US factory activity shrank for the third straight month in August as new orders, production and employment all fell.

The report adds to other signs that manufacturing is struggling around the globe.

The Institute for Supply Management, a trade group of purchasing managers, said Tuesday its index of manufacturing activity ticked down to 49.6.

That's down from 49.7 in July and the lowest reading in three years. A reading below 50 indicates contraction.

The report followed other data showing manufacturing has slowed overseas. A measure of factory activity in China fell to its lowest level in more than three years last month.

Manufacturing in Europe has also stagnated in the face of the region's financial crisis.

US factories have been a key source of jobs and growth since the recession ended in June 2009. But the sector has shown signs of weakness in recent months.

The ISM survey showed factories kept hiring in July but at a slower pace. And production dropped sharply to 47.2.

Factories reported less demand in the spring after consumers cut back on spending and businesses invested less in machinery and equipment.

Some worried that manufacturing could weaken further in coming months if Europe's financial crisis and slower global growth cut demand for US exports.

Recent data suggest the economy picked up a little in July, which could boost factory production in the second half of the year.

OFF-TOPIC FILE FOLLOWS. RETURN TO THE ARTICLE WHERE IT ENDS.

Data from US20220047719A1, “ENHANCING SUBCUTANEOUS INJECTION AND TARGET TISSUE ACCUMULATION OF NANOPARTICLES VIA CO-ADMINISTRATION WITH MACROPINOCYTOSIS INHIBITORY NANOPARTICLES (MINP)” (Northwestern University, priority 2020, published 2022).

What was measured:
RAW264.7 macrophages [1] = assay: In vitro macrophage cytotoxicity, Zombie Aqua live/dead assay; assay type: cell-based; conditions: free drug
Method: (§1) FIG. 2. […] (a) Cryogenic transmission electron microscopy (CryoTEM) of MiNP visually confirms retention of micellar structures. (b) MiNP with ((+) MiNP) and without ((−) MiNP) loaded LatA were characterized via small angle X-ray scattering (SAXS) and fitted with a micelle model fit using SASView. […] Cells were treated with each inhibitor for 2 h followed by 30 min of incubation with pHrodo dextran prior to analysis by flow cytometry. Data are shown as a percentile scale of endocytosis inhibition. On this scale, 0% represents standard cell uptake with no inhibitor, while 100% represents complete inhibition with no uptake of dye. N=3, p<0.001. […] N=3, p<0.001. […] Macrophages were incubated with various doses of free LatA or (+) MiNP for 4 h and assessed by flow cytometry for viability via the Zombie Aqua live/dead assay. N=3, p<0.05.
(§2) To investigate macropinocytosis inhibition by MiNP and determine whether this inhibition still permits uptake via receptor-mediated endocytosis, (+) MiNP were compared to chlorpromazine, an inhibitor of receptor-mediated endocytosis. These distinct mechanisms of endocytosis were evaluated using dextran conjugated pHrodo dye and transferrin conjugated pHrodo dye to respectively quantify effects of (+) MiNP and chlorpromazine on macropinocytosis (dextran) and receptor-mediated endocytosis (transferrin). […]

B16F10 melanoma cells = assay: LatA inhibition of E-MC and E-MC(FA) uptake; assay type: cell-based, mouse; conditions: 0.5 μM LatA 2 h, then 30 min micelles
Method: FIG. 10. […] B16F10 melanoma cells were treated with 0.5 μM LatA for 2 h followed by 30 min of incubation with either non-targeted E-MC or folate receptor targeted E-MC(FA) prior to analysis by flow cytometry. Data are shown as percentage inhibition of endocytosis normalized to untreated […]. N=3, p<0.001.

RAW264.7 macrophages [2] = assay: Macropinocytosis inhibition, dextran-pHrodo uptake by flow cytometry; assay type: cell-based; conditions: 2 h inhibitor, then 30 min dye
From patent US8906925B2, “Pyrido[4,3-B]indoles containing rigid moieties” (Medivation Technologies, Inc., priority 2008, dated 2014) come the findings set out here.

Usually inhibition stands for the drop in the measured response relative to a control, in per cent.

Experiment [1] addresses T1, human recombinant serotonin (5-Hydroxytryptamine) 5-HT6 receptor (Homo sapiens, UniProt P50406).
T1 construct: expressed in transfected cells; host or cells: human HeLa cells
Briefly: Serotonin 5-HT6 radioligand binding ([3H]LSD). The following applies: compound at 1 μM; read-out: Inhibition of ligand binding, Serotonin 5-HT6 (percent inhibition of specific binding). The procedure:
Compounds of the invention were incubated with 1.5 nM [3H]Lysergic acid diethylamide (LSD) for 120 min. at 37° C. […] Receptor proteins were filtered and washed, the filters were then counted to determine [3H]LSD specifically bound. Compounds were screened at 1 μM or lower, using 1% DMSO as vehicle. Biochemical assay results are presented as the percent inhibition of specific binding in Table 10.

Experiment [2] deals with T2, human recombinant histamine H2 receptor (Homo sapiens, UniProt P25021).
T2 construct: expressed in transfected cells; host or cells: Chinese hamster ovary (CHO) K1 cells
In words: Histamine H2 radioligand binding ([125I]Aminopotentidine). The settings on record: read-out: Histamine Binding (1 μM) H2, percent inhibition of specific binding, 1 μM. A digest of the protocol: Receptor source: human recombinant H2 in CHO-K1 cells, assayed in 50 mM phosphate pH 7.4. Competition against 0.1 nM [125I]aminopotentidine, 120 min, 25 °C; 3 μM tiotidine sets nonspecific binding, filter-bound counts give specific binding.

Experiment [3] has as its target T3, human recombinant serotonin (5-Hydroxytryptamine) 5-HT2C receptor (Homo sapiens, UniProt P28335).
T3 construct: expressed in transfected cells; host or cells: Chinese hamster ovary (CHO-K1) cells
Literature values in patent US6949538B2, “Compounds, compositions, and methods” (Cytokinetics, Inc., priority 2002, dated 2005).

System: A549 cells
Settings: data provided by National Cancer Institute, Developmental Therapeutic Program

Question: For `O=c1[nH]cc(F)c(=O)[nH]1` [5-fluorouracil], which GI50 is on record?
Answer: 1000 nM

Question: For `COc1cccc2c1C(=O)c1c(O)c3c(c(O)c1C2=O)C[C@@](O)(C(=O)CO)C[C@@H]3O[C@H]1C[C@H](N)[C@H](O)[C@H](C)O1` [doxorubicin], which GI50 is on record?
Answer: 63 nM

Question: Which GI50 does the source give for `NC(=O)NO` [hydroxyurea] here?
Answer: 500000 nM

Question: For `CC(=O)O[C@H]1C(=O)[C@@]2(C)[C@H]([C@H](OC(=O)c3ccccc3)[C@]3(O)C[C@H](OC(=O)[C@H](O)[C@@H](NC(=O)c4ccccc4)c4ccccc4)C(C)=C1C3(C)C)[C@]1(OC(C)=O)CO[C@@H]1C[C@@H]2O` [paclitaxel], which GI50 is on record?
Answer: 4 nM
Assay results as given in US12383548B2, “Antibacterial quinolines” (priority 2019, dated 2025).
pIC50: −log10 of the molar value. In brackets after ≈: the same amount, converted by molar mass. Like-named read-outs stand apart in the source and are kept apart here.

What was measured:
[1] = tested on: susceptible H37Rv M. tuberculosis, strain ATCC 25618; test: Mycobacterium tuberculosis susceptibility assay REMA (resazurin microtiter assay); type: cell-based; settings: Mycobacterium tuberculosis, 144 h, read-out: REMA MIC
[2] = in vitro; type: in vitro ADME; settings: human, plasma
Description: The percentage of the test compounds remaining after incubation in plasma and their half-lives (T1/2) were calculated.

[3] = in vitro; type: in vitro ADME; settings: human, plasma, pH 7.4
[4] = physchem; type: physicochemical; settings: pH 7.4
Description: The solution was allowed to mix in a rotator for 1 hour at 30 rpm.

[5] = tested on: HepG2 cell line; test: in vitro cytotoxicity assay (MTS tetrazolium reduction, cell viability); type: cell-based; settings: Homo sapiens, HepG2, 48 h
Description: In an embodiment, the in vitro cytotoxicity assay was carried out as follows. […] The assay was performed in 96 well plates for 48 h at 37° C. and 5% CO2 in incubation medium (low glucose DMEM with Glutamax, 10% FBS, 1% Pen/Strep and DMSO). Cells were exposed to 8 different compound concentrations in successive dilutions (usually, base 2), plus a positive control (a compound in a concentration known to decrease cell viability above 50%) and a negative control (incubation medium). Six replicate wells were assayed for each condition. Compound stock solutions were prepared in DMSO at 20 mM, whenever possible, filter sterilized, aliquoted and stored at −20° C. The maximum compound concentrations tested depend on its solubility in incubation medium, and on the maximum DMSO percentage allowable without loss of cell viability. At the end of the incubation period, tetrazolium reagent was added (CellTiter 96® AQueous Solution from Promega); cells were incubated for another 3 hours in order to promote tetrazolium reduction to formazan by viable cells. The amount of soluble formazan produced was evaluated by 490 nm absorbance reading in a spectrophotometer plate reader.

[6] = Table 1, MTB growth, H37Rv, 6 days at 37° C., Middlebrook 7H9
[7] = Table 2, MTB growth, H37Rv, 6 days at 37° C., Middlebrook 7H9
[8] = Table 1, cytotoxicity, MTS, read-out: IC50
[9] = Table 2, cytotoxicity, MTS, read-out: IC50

Employers added 163,000 jobs, the best hiring since February. And consumers stepped up spending last month after earning a little more.

The government will report on August hiring and unemployment on Friday.

Even with the improvement, the economy continues to struggle.

The economy grew at an annual rate of just 1.7% in the April-June quarter, down from growth of 2% in the January-March period.

Economists are expecting growth for the last half of this year will be around 2%.

Growth at or below 2% is not enough to lower the unemployment rate, which was 8.3% in July. Most expect the unemployment rate to stay above 8% for the rest of this year.

Chairman Ben Bernanke last Friday said the Federal Reserve will do more to help the still-struggling U.S. economy.

He stopped short of committing the Fed to any specific move. But in his speech to an annual Fed conference in Jackson Hole in Wyoming, Bernanke said that even with interest rates already at super-low levels, the Fed can do more.

Some economists predict the Fed will unveil some bold new step as soon as its September 12-13 meeting, possibly a third round of bond purchases meant to lower long-term interest rates and encourage more borrowing and spending.